Lumber prices increased 14.9% in August, marking the largest four-month gain
since such data was first recorded in 1949 and the second-largest gain since seasonally adjusted data became available in 1975. Such a sharp increase has put unnecessary pressure on home owners
and builders alike to figure out how to close the gap.
Former NAHB Chairman Randy Noel, a custom home builder from LaPlace, La., received a lumber quote early this month for more than $28,000 — twice what he had paid for the same lumber on a comparable project in February 2019. Oriented strand board alone, which Noel's company uses frequently in its projects, had increased from $7.50 per sheet to $26 per sheet.
Because the homes have already been sold, Noel is looking toward alternative building materials, such as steel, to help minimize the cost increases. Not all builders will be able to close the gap, though.
"I know builders who have had to call customers and give them their deposit back and say, 'I can't build your house because of the price of lumber,'" he shared. "People already have their loan secured and can't increase the price."
Appraisals are likely to compound that issue, Noel added, as comparable sales of existing homes aren't increasing sharply enough to factor into appraisers' equations. Pent-up demand is also driving up the price of lots, which will need to be factored into home prices going forward as well.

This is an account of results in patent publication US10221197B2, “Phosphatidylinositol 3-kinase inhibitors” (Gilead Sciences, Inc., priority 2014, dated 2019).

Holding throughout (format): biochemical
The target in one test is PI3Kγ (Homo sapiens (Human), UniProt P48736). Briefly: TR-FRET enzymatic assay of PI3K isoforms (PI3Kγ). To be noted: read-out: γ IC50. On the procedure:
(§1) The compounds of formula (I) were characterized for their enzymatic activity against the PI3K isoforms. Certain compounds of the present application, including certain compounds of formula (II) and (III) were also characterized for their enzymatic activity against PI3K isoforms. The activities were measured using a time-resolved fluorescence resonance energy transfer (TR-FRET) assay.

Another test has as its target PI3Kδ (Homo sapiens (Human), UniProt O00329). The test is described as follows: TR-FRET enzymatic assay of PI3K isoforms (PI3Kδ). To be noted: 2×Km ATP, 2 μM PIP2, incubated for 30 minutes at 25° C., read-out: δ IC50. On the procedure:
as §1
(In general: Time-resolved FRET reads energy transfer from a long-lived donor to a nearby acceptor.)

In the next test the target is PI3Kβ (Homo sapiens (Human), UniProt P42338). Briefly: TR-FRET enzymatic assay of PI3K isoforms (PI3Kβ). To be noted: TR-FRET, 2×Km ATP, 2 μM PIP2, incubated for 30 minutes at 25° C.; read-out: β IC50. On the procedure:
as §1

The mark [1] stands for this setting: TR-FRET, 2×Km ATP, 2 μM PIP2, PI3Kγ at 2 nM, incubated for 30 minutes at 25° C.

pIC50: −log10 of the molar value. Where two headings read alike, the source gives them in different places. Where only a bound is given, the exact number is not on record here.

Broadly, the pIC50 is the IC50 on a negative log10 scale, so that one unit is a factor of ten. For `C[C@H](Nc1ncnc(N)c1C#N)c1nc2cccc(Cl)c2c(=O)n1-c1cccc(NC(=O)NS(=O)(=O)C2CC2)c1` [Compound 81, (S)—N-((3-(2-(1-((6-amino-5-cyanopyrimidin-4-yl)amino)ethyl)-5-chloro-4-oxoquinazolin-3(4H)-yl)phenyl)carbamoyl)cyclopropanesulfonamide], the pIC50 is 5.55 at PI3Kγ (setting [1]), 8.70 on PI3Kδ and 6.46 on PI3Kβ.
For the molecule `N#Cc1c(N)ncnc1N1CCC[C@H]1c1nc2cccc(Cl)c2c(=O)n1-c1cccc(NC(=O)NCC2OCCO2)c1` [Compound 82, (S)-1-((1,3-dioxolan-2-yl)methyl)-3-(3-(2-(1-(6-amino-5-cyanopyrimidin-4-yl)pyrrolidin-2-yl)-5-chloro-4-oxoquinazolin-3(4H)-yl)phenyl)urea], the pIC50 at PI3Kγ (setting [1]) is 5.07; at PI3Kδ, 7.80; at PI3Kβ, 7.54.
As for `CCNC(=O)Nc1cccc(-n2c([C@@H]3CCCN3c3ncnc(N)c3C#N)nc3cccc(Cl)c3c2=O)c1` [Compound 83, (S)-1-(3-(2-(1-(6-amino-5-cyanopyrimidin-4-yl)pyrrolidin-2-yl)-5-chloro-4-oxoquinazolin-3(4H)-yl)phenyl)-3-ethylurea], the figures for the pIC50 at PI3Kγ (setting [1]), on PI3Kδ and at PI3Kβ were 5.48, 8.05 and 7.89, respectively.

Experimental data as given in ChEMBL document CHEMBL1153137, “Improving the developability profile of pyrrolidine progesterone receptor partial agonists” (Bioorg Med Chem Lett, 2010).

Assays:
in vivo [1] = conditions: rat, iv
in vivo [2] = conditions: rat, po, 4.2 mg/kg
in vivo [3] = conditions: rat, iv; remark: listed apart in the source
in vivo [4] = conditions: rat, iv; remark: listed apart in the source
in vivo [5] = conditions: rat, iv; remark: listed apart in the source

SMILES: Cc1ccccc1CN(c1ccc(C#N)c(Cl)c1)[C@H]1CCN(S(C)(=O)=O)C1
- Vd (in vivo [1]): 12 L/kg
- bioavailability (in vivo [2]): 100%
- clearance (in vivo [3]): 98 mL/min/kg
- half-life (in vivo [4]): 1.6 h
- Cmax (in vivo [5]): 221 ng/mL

The best immediate-term solution Noel sees on the horizon is to remove tariffs on Canadian lumber. "If lumber mills are struggling to keep up, [U.S. Commerce] Sec. Ross can remove tariffs temporarily to keep lumber prices from skyrocketing," he stated.
NAHB continues working on all fronts
to find solutions that will ensure U.S. home builders have access to a stable supply of lumber at reasonable prices to keep housing affordable for hardworking American families.
Share Your Lumber Story
NAHB would like to hear how rising lumber prices, and the limited availability of lumber, are affecting your business and the impact on housing affordability. For example, missed closing opportunities, increased costs, buyers being priced out of the market, etc. This will help us further illustrate to the Administration and Congress why a plan to address the lumber crisis is urgently needed. Share your story here